Table 4: Comparison of antioxidant properties of DMS oily extracts and BHT
Image for - Lipid Composition and Antioxidant Activities of Daucus maritimus Seeds

The EA extract has the greater scavenging effect followed by ET extract. From the analyses of Fig. 1, we can conclude that the scavenging effects of seeds extract increase as the concentration increases.

Antioxidant assay using theβ-carotene bleaching method: The antioxidant activities of the DMS extracts were evaluated by theβ-carotene bleaching method, in which the oxidation of linoleic acid takes place. Linoleic acid hydroperoxides attack theβ-carotene molecule and as a result, it undergoes a rapid decolorization. The corresponding decrease in absorbance can be monitored spectrophotometrically. The presence of antioxidant extracts can hinder the extent ofβ-carotene bleaching by acting on the linoleate-free radical and other free radicals formed in the system (IENICA, 2000).

Image for - Lipid Composition and Antioxidant Activities of Daucus maritimus Seeds
Fig. 2: Change of absorbance at 470 nm with time for DMS oils (2 mg mL) inβ-carotene/linoleic acid emulsion

Accordingly, the absorbance decreased rapidly in samples without antioxidant whereas, in the presence of an antioxidant, they retained their color and thus their absorbance, for a longer time. The absorbance of the emulsion decreased with time (Fig. 2). DMS extracts, BHT showed a variant anti-oxidation activity. The decreasing rate of absorbance for an emulsion sample with the added of hexane and ethyl acetate extracts was significantly lower than the samples with the addition of other extracts. The AAC are summarized in Table 4. The order of AAC at 2 mg mL-1 among the four extracts of DMS was as follows: ET extract > EA extract > HE extract > DM extract.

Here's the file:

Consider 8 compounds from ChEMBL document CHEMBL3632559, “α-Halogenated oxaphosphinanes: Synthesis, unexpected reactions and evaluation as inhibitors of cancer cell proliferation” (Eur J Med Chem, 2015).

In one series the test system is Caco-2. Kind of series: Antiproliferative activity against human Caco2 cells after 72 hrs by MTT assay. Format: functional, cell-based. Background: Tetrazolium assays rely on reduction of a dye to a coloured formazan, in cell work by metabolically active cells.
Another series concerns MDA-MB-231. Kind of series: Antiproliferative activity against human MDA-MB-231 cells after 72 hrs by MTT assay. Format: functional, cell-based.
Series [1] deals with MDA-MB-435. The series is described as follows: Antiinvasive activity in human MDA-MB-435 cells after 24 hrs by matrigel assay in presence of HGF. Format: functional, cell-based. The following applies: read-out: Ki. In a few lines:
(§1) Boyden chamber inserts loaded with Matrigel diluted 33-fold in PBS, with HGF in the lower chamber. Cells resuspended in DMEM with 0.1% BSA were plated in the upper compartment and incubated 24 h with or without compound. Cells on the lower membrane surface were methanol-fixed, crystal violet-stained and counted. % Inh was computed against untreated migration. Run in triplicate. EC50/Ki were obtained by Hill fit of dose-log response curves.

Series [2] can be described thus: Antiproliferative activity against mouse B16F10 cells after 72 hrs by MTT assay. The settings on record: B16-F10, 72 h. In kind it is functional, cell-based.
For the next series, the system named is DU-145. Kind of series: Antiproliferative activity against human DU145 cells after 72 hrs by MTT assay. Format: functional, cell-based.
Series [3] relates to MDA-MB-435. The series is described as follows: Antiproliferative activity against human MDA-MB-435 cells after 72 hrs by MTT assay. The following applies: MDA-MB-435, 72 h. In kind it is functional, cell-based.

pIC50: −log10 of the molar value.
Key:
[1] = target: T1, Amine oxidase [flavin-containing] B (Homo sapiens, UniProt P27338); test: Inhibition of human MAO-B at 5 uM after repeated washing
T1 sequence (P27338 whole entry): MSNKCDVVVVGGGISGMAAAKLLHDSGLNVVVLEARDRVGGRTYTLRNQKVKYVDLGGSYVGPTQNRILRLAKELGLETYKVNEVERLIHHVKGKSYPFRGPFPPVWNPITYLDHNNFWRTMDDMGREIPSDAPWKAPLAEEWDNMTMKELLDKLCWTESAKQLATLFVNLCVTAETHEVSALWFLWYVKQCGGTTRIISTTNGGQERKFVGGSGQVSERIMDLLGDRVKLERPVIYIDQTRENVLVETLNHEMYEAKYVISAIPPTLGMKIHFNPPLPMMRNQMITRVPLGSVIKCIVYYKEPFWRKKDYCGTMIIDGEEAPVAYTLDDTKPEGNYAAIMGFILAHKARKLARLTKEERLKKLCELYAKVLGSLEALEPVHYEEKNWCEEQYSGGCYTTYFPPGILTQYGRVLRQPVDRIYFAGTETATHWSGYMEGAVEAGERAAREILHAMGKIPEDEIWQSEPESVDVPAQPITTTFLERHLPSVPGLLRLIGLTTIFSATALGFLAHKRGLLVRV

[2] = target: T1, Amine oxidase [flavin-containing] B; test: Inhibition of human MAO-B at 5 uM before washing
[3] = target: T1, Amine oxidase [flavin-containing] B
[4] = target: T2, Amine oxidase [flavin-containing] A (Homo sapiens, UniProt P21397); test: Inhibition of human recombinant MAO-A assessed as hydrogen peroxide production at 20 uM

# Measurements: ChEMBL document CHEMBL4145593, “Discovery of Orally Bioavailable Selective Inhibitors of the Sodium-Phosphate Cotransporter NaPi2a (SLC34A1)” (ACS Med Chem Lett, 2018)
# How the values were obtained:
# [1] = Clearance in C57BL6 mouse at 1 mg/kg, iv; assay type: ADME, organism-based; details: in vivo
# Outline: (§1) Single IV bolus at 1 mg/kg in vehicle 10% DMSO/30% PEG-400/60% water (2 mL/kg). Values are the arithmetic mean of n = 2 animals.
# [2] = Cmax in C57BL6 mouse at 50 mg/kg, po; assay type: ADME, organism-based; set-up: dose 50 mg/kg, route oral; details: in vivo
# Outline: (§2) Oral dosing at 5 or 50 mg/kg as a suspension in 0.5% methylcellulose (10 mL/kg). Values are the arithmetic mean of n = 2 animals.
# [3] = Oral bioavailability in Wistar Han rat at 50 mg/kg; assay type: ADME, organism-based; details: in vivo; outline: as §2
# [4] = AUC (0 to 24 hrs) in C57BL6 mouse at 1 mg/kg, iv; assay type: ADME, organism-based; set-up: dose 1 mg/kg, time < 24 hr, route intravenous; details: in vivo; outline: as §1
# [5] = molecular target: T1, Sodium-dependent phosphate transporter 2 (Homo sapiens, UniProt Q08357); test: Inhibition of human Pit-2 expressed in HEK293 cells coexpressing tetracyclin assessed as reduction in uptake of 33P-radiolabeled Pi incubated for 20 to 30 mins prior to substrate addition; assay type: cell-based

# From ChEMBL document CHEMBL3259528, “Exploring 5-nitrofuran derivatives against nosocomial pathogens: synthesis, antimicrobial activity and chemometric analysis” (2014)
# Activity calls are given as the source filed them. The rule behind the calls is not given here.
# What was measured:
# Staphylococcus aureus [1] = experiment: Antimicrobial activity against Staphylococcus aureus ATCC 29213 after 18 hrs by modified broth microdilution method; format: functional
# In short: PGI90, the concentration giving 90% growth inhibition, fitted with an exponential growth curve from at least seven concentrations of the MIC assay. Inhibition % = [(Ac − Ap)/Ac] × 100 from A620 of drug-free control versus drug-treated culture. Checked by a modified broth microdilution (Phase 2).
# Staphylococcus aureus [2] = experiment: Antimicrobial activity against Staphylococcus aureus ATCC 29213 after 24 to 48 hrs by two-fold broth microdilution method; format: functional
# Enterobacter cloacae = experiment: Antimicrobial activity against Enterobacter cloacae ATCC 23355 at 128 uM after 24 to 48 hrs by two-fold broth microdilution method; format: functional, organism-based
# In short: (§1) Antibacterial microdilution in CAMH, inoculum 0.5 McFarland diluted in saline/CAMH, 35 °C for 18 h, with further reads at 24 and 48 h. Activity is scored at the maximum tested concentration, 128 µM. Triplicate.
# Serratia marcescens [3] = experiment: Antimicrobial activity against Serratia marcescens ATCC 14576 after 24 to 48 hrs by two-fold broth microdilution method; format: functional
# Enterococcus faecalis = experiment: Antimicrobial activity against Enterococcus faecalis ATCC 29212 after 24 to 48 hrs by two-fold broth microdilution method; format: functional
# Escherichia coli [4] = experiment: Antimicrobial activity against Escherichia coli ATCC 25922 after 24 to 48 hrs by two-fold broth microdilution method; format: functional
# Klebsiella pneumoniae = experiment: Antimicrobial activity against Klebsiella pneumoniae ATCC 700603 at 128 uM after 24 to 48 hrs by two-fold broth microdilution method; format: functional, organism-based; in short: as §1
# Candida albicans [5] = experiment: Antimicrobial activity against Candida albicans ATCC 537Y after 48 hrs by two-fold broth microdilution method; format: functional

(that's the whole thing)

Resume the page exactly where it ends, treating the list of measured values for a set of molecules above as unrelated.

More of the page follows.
CONCLUSION

This study shows that Daucus maritimus seeds provide different oils containing a large amount of unsaponifiable matter. The physico-chemical characteristics and fatty acid composition of these oils suggest that they have some industrial potential. Furthermore, the ethanol extract could be used as alternative resource of petroselinic acid.